You may have heard about the campaign to secure a posthumous government apology for Alan Turing, one of the most brilliant Britons of the 20th century.
In 1952 Turing was prosecuted for gross indecency after admitting a sexual relationship with a man. Two years later he killed himself…
Alan Turing was given experimental chemical castration as a “treatment” and his security privileges were removed, meaning he could not continue work for the UK Government Communications Headquarters (GCHQ).
“This added insult and humiliation ultimately drove him to suicide,” said gay-rights campaigner Peter Tatchell, who also backs the campaign. “With Turing’s death, Britain and the world lost one of its finest intellectual minds. A government apology and posthumous pardon are long overdue.”
Turing served his country dazzlingly, as a key member of the team which cracked the Nazi’s Enigma code, and he received forced injections of estrogen in return. A reminder of the staggering homophobia of the British legal system which persisted until very, very recently.
As a mark of how far things have changed, consider Evan Davis’ interview of Peter Mandelson on the Today programme last month. The topic was unemployment, of course, not homophobia – and perhaps it’s beyond crass to note this at all – but here we have one of the BBC’s top presenters, on its flagship current affairs programme, interviewing the man who was (at the time) more or less running the country. Both are openly gay. And the British public don’t appear to give a damn.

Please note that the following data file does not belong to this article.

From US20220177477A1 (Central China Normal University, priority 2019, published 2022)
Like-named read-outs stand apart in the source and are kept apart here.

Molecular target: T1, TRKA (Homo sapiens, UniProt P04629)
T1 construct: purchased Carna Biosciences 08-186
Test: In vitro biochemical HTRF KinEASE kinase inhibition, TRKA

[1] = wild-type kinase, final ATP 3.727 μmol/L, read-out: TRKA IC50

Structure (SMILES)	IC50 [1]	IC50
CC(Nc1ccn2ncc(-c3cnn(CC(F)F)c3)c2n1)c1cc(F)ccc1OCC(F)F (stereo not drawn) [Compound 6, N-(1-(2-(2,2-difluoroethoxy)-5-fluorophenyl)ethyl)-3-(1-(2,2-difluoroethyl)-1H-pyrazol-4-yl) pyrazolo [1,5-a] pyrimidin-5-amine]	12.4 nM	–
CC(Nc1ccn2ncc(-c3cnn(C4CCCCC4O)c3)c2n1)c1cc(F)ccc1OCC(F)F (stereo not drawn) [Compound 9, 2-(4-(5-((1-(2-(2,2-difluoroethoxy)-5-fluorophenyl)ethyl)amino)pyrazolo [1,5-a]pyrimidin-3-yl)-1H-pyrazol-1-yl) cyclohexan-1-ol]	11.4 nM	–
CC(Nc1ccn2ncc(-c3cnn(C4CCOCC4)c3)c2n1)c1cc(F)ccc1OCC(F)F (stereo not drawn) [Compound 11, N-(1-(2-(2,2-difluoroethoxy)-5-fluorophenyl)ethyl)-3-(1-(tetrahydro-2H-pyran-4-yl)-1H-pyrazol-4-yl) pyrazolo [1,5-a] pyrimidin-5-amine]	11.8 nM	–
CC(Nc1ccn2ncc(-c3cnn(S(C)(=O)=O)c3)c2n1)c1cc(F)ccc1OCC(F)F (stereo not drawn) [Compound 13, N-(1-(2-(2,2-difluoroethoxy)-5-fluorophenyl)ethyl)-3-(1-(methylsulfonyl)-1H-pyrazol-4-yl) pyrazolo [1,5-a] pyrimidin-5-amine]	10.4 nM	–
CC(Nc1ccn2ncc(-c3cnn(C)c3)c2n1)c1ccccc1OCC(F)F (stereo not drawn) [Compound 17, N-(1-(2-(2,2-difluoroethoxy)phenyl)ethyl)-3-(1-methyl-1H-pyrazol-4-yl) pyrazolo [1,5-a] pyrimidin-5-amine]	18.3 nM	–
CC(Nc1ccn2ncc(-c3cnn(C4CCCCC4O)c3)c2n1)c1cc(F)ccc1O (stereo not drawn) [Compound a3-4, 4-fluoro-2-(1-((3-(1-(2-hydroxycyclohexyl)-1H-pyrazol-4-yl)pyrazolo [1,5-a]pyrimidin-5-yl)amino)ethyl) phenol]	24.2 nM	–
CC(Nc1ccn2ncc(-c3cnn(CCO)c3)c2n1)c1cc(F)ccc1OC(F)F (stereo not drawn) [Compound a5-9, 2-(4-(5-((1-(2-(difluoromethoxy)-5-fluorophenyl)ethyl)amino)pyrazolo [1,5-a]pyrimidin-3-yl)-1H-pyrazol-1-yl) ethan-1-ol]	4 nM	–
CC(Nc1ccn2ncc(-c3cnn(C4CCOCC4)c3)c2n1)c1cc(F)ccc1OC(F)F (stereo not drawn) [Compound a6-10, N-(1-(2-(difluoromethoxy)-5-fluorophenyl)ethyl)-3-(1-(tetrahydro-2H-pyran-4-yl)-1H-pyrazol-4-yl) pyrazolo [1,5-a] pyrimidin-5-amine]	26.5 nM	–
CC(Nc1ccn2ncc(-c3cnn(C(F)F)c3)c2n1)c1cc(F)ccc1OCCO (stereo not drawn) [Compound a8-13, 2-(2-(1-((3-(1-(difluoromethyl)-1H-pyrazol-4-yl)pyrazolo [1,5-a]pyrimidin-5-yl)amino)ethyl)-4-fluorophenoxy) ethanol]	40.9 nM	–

The interview itself wasn’t particularly edifying (Mandelson was hellbent on bashing the Tories, Davis struggled valiantly to drag him back to Labour’s own policies) but its very existence tells us something about the retreat of British homophobia.
Andrew Sullivan, from across the Atlantic, also noted Britain’s huge strides, while lamenting America’s lack of similar progress:
When I came to America from Britain, the gay rights movement was way ahead here of the old country. No longer. Here is a list of the most powerful openly gay people in Britain. The whole list is a staggering contrast with the US.
It’s easy to sneer at the mores of previous generations – tougher to fight the injustices in our own. But Britain has made progress, and we should be proud of it.
As for apologising to Turing (the petition is here) – well, yes, by all means. But apologise to every other victim of these vile laws as well – war heroes or not. Wrong is wrong, whoever the victim.